It sounds like you’ve mastered this concept well enough to move on with your life and reach out to help others. Congratulations.

Anonymous said...

Hi. I just stumbled across your blog and I'm very glad. I have quickly been scanning some of your entries and feel I can connect with what you are going through; however, I am 61 and left a marriage after 39 years. I have totally uprooted myself and have left everything familiar behind me. I've gone from a 4 bedroom; 3 bath house to a one bedroom apt; relocated half way across the country; and now make approx $15,000 to $20,000 less than I did last year. I sometimes feel I have been spun around and dropped on my hand and landed in another country altogether. I miss my friends terribly and feel at age 61 that I am starting everything all over again!

Anonymous said...

Hi. I also appreciate your blog. I was divorced five years ago after a 27 year marriage. I still struggle with its absence and esp. miss my intact family during the holidays. I am the one who moved out tho three weeks later I asked to come back home. After 2 years of separation we were not able to get back together. I really so often regret moving out. I lost dozens of friends, a large family of inlaws, and many material things. I am soon to be 61. I too often feel like my life is over, that I will be alone forever. I too am an only child. I have many wonderful friends but they don't live close by, many of them. And I simply miss the love my ex used to feel for me. I truly regret losing it. I continue to try to build a new life though and not wallow in self-pity (tho this post doesn't sound like it :)) I simply have to move forward.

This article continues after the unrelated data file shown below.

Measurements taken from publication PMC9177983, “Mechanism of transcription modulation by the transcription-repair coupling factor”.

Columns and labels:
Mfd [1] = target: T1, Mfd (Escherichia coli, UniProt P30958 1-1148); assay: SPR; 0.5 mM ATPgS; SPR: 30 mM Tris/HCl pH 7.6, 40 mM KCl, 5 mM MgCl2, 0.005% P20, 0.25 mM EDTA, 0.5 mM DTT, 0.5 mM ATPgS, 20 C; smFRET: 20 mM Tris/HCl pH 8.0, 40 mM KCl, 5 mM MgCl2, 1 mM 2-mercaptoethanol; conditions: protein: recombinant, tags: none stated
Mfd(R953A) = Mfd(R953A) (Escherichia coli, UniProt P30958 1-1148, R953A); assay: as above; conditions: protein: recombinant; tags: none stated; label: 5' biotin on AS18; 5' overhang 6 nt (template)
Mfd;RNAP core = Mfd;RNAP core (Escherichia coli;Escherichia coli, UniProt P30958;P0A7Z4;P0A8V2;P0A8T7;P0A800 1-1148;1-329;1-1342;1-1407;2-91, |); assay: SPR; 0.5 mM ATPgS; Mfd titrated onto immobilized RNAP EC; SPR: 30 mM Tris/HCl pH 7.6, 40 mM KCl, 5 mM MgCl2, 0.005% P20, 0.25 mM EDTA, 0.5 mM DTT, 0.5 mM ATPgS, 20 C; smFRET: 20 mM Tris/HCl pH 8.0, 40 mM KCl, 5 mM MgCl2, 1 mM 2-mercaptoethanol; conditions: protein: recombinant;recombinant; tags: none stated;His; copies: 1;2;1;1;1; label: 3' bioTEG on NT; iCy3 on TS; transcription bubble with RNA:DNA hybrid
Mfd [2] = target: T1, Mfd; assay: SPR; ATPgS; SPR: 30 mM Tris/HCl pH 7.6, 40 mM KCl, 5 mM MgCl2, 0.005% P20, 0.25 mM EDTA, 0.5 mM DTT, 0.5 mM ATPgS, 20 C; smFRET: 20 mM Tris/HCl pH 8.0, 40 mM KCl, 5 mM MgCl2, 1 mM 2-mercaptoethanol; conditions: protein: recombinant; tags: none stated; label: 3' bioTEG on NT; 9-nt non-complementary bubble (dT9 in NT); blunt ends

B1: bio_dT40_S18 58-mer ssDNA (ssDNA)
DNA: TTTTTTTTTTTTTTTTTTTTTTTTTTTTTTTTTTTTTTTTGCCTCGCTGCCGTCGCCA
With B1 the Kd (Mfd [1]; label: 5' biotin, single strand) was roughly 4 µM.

sustx said...

I came home from visiting my husband's family in Oct. and my husband of 30 years informed me that he had filed for divorce. We had agreed that we would divorce but not until AFTER our youngest graduated high school (6/2012) so the timing was a shock for me. I was a stay at home mom for 22 yrs. to 3 kids, one with a birth defect. I did work previously but am now struggling to find a full time job with health insurance. I wake up daily with my heart literally in my throat. I do believe that all will be fine but there are days that I am absolutely overwhelmed with the huge changes coming. Any suggestions on returning to the work force after raising kids? I do have 2 part time jobs but it's not enough to support myself and no benefits. Thanks.

Vic said...

sustx: I am so sorry to hear of your situation. The hardest part about divorce past middle age after being out of the workforceis the fear of not being able to find a job with benefits. I worked 3 jobs before I was offered a full time position. (My friends told me that I did not have the skills, and needed to go back to school, but I was determined.) I took the opportunity in one of my part time jobs to be creative and make myself indispensable, working overtime for free to create a database that would help them save time and reorganize the office more efficiently. My hard work paid off.

Now, after 11 years in the same job, I feel a bit trapped in my position, knowing that I will be hard pressed to find a similar situation with such a good salary somewhere else.